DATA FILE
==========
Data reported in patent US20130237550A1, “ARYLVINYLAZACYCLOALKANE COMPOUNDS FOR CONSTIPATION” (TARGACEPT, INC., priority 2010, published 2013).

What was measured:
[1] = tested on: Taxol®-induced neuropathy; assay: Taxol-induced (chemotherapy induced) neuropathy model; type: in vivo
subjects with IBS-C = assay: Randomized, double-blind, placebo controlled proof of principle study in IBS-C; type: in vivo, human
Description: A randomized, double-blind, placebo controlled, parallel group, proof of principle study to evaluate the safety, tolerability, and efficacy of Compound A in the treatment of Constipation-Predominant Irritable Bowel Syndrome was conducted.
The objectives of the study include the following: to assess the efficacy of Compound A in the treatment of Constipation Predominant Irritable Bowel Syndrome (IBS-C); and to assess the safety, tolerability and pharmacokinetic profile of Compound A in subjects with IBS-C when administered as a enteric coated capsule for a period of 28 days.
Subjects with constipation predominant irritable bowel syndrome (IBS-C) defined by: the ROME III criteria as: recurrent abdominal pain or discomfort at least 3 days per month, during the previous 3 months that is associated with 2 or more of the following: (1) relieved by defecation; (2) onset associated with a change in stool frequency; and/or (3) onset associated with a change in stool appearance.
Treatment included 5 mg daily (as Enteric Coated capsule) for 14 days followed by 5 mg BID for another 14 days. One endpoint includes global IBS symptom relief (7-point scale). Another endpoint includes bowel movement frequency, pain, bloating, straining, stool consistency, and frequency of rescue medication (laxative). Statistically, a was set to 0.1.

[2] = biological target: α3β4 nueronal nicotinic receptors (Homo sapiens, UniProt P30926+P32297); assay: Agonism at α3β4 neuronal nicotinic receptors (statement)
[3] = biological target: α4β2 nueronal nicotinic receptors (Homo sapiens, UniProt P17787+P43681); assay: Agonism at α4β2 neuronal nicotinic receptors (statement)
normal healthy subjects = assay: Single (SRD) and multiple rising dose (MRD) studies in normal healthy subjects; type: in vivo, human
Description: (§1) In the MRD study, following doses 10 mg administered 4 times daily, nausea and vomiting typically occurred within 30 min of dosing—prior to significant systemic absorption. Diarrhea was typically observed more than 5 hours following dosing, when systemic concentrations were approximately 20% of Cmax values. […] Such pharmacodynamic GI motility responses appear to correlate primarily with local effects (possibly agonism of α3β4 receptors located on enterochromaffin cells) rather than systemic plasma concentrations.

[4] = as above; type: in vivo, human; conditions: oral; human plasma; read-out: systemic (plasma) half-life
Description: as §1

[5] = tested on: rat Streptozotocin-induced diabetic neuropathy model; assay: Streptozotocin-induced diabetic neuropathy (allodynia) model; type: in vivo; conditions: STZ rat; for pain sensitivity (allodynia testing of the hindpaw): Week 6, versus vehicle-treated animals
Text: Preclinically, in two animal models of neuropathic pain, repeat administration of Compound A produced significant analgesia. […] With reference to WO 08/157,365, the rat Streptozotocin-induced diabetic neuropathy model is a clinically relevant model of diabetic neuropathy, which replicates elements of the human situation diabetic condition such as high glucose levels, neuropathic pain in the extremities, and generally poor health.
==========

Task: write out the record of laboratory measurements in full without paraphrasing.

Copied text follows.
Data reported in patent US20130237550A1, “ARYLVINYLAZACYCLOALKANE COMPOUNDS FOR CONSTIPATION” (TARGACEPT, INC., priority 2010, published 2013).

What was measured:
[1] = tested on: Taxol®-induced neuropathy; assay: Taxol-induced (chemotherapy induced) neuropathy model; type: in vivo
subjects with IBS-C = assay: Randomized, double-blind, placebo controlled proof of principle study in IBS-C; type: in vivo, human
Description: A randomized, double-blind, placebo controlled, parallel group, proof of principle study to evaluate the safety, tolerability, and efficacy of Compound A in the treatment of Constipation-Predominant Irritable Bowel Syndrome was conducted.
The objectives of the study include the following: to assess the efficacy of Compound A in the treatment of Constipation Predominant Irritable Bowel Syndrome (IBS-C); and to assess the safety, tolerability and pharmacokinetic profile of Compound A in subjects with IBS-C when administered as a enteric coated capsule for a period of 28 days.
Subjects with constipation predominant irritable bowel syndrome (IBS-C) defined by: the ROME III criteria as: recurrent abdominal pain or discomfort at least 3 days per month, during the previous 3 months that is associated with 2 or more of the following: (1) relieved by defecation; (2) onset associated with a change in stool frequency; and/or (3) onset associated with a change in stool appearance.
Treatment included 5 mg daily (as Enteric Coated capsule) for 14 days followed by 5 mg BID for another 14 days. One endpoint includes global IBS symptom relief (7-point scale). Another endpoint includes bowel movement frequency, pain, bloating, straining, stool consistency, and frequency of rescue medication (laxative). Statistically, a was set to 0.1.

[2] = biological target: α3β4 nueronal nicotinic receptors (Homo sapiens, UniProt P30926+P32297); assay: Agonism at α3β4 neuronal nicotinic receptors (statement)
[3] = biological target: α4β2 nueronal nicotinic receptors (Homo sapiens, UniProt P17787+P43681); assay: Agonism at α4β2 neuronal nicotinic receptors (statement)
normal healthy subjects = assay: Single (SRD) and multiple rising dose (MRD) studies in normal healthy subjects; type: in vivo, human
Description: (§1) In the MRD study, following doses 10 mg administered 4 times daily, nausea and vomiting typically occurred within 30 min of dosing—prior to significant systemic absorption. Diarrhea was typically observed more than 5 hours following dosing, when systemic concentrations were approximately 20% of Cmax values. […] Such pharmacodynamic GI motility responses appear to correlate primarily with local effects (possibly agonism of α3β4 receptors located on enterochromaffin cells) rather than systemic plasma concentrations.

[4] = as above; type: in vivo, human; conditions: oral; human plasma; read-out: systemic (plasma) half-life
Description: as §1

[5] = tested on: rat Streptozotocin-induced diabetic neuropathy model; assay: Streptozotocin-induced diabetic neuropathy (allodynia) model; type: in vivo; conditions: STZ rat; for pain sensitivity (allodynia testing of the hindpaw): Week 6, versus vehicle-treated animals
Text: Preclinically, in two animal models of neuropathic pain, repeat administration of Compound A produced significant analgesia. […] With reference to WO 08/157,365, the rat Streptozotocin-induced diabetic neuropathy model is a clinically relevant model of diabetic neuropathy, which replicates elements of the human situation diabetic condition such as high glucose levels, neuropathic pain in the extremities, and generally poor health.